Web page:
Andy Shauf Was a Mystery in Vancouver

Orpheum Theatre, March 11

With Katy Kirby

Photo: Michaela DW

BY Francis BaptistePublished Mar 12, 2023

Standing solitary in a single spotlight — electric guitar slung around her and the light glancing off her black framed glasses — Katy Kirby opened Andy Shauf's headlining show at Vancouver's Orpheum Theatre with "Alexandria," a new song not found on 2021's Cool Dry Place. Her presence was a gentle lull that eased the growing audience into the night.

She spoke softly after her opening tune, her reserved sense of humour gradually blooming as her set ebbed forward. With the ushers of the Orpheum continually guiding late-comers to their seats as her set progressed, Kirby playfully joked between songs, reflecting comically on how her mother always assumed the track "Juniper" was about her; years later, Kirby realized maybe all these songs were ultimately about her mother.

Without a band backing her, the set was intimate and heartfelt. The tone of her electric guitar was warm, soft, and low as she alternated between gentle thumb strumming and more pronounced fingerpicking. In her last bit of banter, she mentioned that Shauf, unlike herself, tends to do a lot more singing than talking. "So you have that to look forward to," she joked.

After a short intermission, the lights lowered again while Shauf and his band emerged from the dark and onto the stage. All of the equipment on stage — mic stands, guitar amps, drum set, keyboards — were festooned with greenery. The decor, along with the backlighting of the band, gave the impression that the musicians were hiding in the bushes; it's a fitting set piece for Norm, which finds Shauf telling the story of a forlorn stalker who spends much of the album's narrative watching a woman from a distance.

The stage lighting was set in such a way that all five musicians stood as darkened silhouettes against the beautifully ornate backlit wall of the Orpheum. Hardly a face could be seen throughout the night; were it someone's first time being exposed to the music of Andy Shauf, they easily could've left the Orpheum without knowing at all what he looked like.

Shauf's set was divided into three sections, and just as Kirby foretold, there wasn't a lot of crowd interaction throughout. For the first of the three sections of Shauf's set, he and the band played Norm's first six songs virtually uninterrupted. The first six tracks of Norm, which introduce the album's protagonist, seemed to set a somber and introspective mood upon the crowd, and songs were followed by brief bits of polite clapping as the band pushed forward into the next track. One couldn't help but feel submerged in the songs, almost as if Norm himself were in the room —  the audience watching Shauf, Norm watching us all from somewhere in the dark, and God (who appears in several tracks on "Norm") watching from above.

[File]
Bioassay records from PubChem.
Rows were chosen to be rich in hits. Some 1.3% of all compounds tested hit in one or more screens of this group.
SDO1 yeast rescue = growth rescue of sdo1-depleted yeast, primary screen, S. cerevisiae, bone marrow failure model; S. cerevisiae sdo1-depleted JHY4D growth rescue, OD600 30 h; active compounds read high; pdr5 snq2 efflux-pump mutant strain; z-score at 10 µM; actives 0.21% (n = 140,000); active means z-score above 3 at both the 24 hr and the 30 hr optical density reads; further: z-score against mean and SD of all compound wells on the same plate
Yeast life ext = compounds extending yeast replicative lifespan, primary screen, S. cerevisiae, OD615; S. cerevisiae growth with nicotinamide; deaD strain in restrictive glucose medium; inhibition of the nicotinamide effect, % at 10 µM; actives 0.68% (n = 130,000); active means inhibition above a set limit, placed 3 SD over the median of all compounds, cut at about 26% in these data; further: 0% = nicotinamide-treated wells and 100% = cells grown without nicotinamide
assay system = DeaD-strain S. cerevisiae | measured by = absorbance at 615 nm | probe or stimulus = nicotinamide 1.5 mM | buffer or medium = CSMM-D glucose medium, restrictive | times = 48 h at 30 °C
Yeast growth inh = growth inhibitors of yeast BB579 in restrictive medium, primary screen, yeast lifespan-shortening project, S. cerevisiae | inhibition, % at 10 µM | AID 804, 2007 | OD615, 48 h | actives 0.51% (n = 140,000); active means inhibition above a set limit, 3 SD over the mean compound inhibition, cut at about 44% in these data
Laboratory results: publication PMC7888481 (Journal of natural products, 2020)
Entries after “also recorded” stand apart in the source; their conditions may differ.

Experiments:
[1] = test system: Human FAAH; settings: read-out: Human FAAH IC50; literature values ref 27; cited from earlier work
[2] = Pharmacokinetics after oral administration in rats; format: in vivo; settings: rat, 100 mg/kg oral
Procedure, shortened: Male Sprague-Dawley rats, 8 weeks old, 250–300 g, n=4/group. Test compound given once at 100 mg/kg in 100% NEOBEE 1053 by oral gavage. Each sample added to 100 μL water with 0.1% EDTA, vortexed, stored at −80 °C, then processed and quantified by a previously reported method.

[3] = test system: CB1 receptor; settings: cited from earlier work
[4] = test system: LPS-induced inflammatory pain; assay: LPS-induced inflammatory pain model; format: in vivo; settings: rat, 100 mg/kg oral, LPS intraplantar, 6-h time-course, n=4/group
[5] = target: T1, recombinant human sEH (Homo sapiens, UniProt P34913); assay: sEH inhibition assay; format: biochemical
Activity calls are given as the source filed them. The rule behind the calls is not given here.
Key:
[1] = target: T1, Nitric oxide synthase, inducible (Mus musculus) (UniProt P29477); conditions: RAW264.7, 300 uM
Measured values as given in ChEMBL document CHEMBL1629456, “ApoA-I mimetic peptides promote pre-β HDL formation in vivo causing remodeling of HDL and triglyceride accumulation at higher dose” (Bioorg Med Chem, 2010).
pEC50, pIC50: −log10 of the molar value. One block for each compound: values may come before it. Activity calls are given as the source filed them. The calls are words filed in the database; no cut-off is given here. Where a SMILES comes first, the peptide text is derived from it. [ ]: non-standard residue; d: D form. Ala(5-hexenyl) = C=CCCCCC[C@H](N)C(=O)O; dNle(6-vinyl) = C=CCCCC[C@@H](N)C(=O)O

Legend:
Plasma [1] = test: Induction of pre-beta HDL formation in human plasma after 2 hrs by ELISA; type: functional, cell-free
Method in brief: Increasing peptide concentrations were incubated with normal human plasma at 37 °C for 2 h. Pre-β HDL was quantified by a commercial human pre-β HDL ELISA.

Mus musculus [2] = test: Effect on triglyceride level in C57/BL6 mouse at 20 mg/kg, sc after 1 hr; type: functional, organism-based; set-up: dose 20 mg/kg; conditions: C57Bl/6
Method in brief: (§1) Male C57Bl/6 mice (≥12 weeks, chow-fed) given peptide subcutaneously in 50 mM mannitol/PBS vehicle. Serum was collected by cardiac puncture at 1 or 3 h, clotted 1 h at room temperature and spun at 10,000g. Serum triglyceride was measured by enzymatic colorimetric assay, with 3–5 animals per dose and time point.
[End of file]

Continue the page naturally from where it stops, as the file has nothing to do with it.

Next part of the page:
Shauf himself appeared somewhat mysterious and enigmatic, his gentle, high singing voice filling the room eerily. It wasn't until after playing "Norm" that he broke his silence and gingerly engaged the crowd. "Do you have any questions?" he asked, prompting the audience to break into laughter, perhaps a bit relieved to finally hear the artist's speaking voice.

The crowd, who seemed eager to interact with Shauf, quickly barked a barrage of questions —  "What's your sign?" (Gemini); "What'd you do today?" (Walked to the water); "How is it touring sober?" (He'd probably be asleep fifteen minutes after leaving the stage). 

This short bit of interaction was followed by a stretch of songs from 2020's Neon Skyline and 2016's The Party. The mood shifted noticeably during this section, as the stage lighting changed and the crowd became noticeably more boisterous after having broken the ice with Shauf. In contrast to the pensive, tightly wound first six tracks from Norm, the songs from Neon Skyline now felt like feel-good drinking tunes, with the title track getting particularly lively. 

This middle section of throwback tunes was concluded with a wonderfully tasteful drum solo that led perfectly into a powerful rendition of Neon Skyline's "Living Room." After this, the stage darkened again, and the crowd seemed to sense that we were moving back into Norm territory as Andy asked again, "Any questions?"

The final leg of the night was the concluding half of Norm, which granted the evening a sense of carefully curated balance. It also brought to light the symmetry of the album's narrative arc as it's written — the haunting, open-ended conclusion to Norm seemed to gently deposit the audience back into reality and out of the melancholy dream that is Shauf's latest.

Shortly after the final track "All of My Love," Shauf said a quick thank you and exited the stage, though he hardly seemed to even turn the corner before circling back for the encore everyone knew was coming. Shauf and his band concluded the night with fan favourite "The Magician," a warm and bittersweet palate cleanser to end a night of shifting moods and shadows.

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